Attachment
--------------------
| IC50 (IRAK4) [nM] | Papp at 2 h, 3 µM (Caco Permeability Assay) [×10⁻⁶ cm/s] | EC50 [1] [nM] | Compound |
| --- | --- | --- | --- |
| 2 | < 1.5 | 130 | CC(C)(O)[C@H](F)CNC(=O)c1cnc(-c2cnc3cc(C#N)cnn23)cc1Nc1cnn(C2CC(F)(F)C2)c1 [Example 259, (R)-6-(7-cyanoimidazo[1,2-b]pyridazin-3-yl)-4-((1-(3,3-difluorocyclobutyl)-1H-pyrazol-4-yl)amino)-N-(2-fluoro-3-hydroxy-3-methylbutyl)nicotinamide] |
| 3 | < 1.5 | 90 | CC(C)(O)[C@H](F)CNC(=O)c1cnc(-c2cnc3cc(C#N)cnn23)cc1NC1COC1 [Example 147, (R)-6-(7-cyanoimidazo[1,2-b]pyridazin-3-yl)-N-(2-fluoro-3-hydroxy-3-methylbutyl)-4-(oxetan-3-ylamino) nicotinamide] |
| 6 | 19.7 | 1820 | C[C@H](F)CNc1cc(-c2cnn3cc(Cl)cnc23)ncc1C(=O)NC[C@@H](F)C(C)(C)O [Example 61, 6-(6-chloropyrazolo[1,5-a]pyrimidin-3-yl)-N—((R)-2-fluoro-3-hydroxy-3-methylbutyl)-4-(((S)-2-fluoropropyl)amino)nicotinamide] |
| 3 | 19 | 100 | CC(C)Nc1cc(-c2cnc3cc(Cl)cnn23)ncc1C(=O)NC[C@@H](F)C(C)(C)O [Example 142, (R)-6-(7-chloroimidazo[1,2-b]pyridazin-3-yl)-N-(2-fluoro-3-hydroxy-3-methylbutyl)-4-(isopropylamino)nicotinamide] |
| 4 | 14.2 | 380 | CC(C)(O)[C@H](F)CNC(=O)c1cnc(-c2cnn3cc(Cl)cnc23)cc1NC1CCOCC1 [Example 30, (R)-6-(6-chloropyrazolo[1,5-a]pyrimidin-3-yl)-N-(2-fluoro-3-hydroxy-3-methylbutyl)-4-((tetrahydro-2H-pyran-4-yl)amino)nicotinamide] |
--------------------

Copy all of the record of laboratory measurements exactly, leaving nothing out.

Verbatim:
| IC50 (IRAK4) [nM] | Papp at 2 h, 3 µM (Caco Permeability Assay) [×10⁻⁶ cm/s] | EC50 [1] [nM] | Compound |
| --- | --- | --- | --- |
| 2 | < 1.5 | 130 | CC(C)(O)[C@H](F)CNC(=O)c1cnc(-c2cnc3cc(C#N)cnn23)cc1Nc1cnn(C2CC(F)(F)C2)c1 [Example 259, (R)-6-(7-cyanoimidazo[1,2-b]pyridazin-3-yl)-4-((1-(3,3-difluorocyclobutyl)-1H-pyrazol-4-yl)amino)-N-(2-fluoro-3-hydroxy-3-methylbutyl)nicotinamide] |
| 3 | < 1.5 | 90 | CC(C)(O)[C@H](F)CNC(=O)c1cnc(-c2cnc3cc(C#N)cnn23)cc1NC1COC1 [Example 147, (R)-6-(7-cyanoimidazo[1,2-b]pyridazin-3-yl)-N-(2-fluoro-3-hydroxy-3-methylbutyl)-4-(oxetan-3-ylamino) nicotinamide] |
| 6 | 19.7 | 1820 | C[C@H](F)CNc1cc(-c2cnn3cc(Cl)cnc23)ncc1C(=O)NC[C@@H](F)C(C)(C)O [Example 61, 6-(6-chloropyrazolo[1,5-a]pyrimidin-3-yl)-N—((R)-2-fluoro-3-hydroxy-3-methylbutyl)-4-(((S)-2-fluoropropyl)amino)nicotinamide] |
| 3 | 19 | 100 | CC(C)Nc1cc(-c2cnc3cc(Cl)cnn23)ncc1C(=O)NC[C@@H](F)C(C)(C)O [Example 142, (R)-6-(7-chloroimidazo[1,2-b]pyridazin-3-yl)-N-(2-fluoro-3-hydroxy-3-methylbutyl)-4-(isopropylamino)nicotinamide] |
| 4 | 14.2 | 380 | CC(C)(O)[C@H](F)CNC(=O)c1cnc(-c2cnn3cc(Cl)cnc23)cc1NC1CCOCC1 [Example 30, (R)-6-(6-chloropyrazolo[1,5-a]pyrimidin-3-yl)-N-(2-fluoro-3-hydroxy-3-methylbutyl)-4-((tetrahydro-2H-pyran-4-yl)amino)nicotinamide] |